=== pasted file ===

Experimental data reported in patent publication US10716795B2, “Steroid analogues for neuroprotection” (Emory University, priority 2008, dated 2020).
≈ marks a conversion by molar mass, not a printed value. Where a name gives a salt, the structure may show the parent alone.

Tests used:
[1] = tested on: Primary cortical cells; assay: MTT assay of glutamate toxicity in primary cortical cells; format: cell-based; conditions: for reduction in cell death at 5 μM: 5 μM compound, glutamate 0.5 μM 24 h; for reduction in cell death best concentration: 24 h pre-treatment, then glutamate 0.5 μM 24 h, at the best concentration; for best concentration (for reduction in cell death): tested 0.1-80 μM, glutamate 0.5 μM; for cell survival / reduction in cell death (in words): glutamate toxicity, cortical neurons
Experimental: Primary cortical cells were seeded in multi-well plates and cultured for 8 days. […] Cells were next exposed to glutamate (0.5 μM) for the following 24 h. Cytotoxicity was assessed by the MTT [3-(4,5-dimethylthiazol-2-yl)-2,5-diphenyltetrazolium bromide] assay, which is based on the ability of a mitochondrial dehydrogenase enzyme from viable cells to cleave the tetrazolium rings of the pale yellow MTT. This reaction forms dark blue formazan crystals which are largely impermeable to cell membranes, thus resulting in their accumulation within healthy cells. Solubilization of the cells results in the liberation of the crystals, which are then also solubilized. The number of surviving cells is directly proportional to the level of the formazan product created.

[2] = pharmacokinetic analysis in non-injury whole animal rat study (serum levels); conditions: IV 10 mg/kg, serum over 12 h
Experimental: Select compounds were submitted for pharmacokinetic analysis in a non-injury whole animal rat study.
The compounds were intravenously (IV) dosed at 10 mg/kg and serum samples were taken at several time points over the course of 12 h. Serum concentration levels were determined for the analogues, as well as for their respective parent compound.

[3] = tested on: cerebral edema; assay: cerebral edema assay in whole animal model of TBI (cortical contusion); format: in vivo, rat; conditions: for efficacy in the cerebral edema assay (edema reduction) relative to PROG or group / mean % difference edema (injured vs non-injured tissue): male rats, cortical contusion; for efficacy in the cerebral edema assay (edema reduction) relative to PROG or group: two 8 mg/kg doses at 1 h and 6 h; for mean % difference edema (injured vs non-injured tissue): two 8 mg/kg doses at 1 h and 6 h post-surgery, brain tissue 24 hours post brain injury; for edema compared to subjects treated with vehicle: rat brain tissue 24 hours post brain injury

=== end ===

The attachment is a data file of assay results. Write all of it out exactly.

Experimental data reported in patent publication US10716795B2, “Steroid analogues for neuroprotection” (Emory University, priority 2008, dated 2020).
≈ marks a conversion by molar mass, not a printed value. Where a name gives a salt, the structure may show the parent alone.

Tests used:
[1] = tested on: Primary cortical cells; assay: MTT assay of glutamate toxicity in primary cortical cells; format: cell-based; conditions: for reduction in cell death at 5 μM: 5 μM compound, glutamate 0.5 μM 24 h; for reduction in cell death best concentration: 24 h pre-treatment, then glutamate 0.5 μM 24 h, at the best concentration; for best concentration (for reduction in cell death): tested 0.1-80 μM, glutamate 0.5 μM; for cell survival / reduction in cell death (in words): glutamate toxicity, cortical neurons
Experimental: Primary cortical cells were seeded in multi-well plates and cultured for 8 days. […] Cells were next exposed to glutamate (0.5 μM) for the following 24 h. Cytotoxicity was assessed by the MTT [3-(4,5-dimethylthiazol-2-yl)-2,5-diphenyltetrazolium bromide] assay, which is based on the ability of a mitochondrial dehydrogenase enzyme from viable cells to cleave the tetrazolium rings of the pale yellow MTT. This reaction forms dark blue formazan crystals which are largely impermeable to cell membranes, thus resulting in their accumulation within healthy cells. Solubilization of the cells results in the liberation of the crystals, which are then also solubilized. The number of surviving cells is directly proportional to the level of the formazan product created.

[2] = pharmacokinetic analysis in non-injury whole animal rat study (serum levels); conditions: IV 10 mg/kg, serum over 12 h
Experimental: Select compounds were submitted for pharmacokinetic analysis in a non-injury whole animal rat study.
The compounds were intravenously (IV) dosed at 10 mg/kg and serum samples were taken at several time points over the course of 12 h. Serum concentration levels were determined for the analogues, as well as for their respective parent compound.

[3] = tested on: cerebral edema; assay: cerebral edema assay in whole animal model of TBI (cortical contusion); format: in vivo, rat; conditions: for efficacy in the cerebral edema assay (edema reduction) relative to PROG or group / mean % difference edema (injured vs non-injured tissue): male rats, cortical contusion; for efficacy in the cerebral edema assay (edema reduction) relative to PROG or group: two 8 mg/kg doses at 1 h and 6 h; for mean % difference edema (injured vs non-injured tissue): two 8 mg/kg doses at 1 h and 6 h post-surgery, brain tissue 24 hours post brain injury; for edema compared to subjects treated with vehicle: rat brain tissue 24 hours post brain injury